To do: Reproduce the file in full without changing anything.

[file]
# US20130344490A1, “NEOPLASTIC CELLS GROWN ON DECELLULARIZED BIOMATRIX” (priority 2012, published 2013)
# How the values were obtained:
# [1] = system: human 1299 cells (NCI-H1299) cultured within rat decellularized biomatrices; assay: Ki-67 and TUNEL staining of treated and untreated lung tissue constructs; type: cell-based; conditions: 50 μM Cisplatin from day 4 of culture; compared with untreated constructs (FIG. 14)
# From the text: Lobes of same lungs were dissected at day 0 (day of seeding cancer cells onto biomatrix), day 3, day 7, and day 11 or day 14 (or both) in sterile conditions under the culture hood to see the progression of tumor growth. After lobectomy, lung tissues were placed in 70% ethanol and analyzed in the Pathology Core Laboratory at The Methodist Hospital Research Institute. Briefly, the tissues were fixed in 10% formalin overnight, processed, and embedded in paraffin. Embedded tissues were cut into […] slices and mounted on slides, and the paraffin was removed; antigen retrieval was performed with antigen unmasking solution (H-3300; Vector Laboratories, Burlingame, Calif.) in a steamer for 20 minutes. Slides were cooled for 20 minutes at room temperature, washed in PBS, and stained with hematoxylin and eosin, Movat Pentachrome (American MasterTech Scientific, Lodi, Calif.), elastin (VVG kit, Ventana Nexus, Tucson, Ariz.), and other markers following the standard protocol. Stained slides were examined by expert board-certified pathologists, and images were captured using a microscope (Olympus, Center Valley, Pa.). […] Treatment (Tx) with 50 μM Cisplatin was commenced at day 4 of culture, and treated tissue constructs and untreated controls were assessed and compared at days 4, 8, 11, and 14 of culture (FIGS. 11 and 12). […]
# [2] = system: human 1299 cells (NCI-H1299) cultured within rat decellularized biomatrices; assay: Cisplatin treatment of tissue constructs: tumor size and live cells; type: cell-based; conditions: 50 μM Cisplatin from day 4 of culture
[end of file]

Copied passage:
# US20130344490A1, “NEOPLASTIC CELLS GROWN ON DECELLULARIZED BIOMATRIX” (priority 2012, published 2013)
# How the values were obtained:
# [1] = system: human 1299 cells (NCI-H1299) cultured within rat decellularized biomatrices; assay: Ki-67 and TUNEL staining of treated and untreated lung tissue constructs; type: cell-based; conditions: 50 μM Cisplatin from day 4 of culture; compared with untreated constructs (FIG. 14)
# From the text: Lobes of same lungs were dissected at day 0 (day of seeding cancer cells onto biomatrix), day 3, day 7, and day 11 or day 14 (or both) in sterile conditions under the culture hood to see the progression of tumor growth. After lobectomy, lung tissues were placed in 70% ethanol and analyzed in the Pathology Core Laboratory at The Methodist Hospital Research Institute. Briefly, the tissues were fixed in 10% formalin overnight, processed, and embedded in paraffin. Embedded tissues were cut into […] slices and mounted on slides, and the paraffin was removed; antigen retrieval was performed with antigen unmasking solution (H-3300; Vector Laboratories, Burlingame, Calif.) in a steamer for 20 minutes. Slides were cooled for 20 minutes at room temperature, washed in PBS, and stained with hematoxylin and eosin, Movat Pentachrome (American MasterTech Scientific, Lodi, Calif.), elastin (VVG kit, Ventana Nexus, Tucson, Ariz.), and other markers following the standard protocol. Stained slides were examined by expert board-certified pathologists, and images were captured using a microscope (Olympus, Center Valley, Pa.). […] Treatment (Tx) with 50 μM Cisplatin was commenced at day 4 of culture, and treated tissue constructs and untreated controls were assessed and compared at days 4, 8, 11, and 14 of culture (FIGS. 11 and 12). […]
# [2] = system: human 1299 cells (NCI-H1299) cultured within rat decellularized biomatrices; assay: Cisplatin treatment of tissue constructs: tumor size and live cells; type: cell-based; conditions: 50 μM Cisplatin from day 4 of culture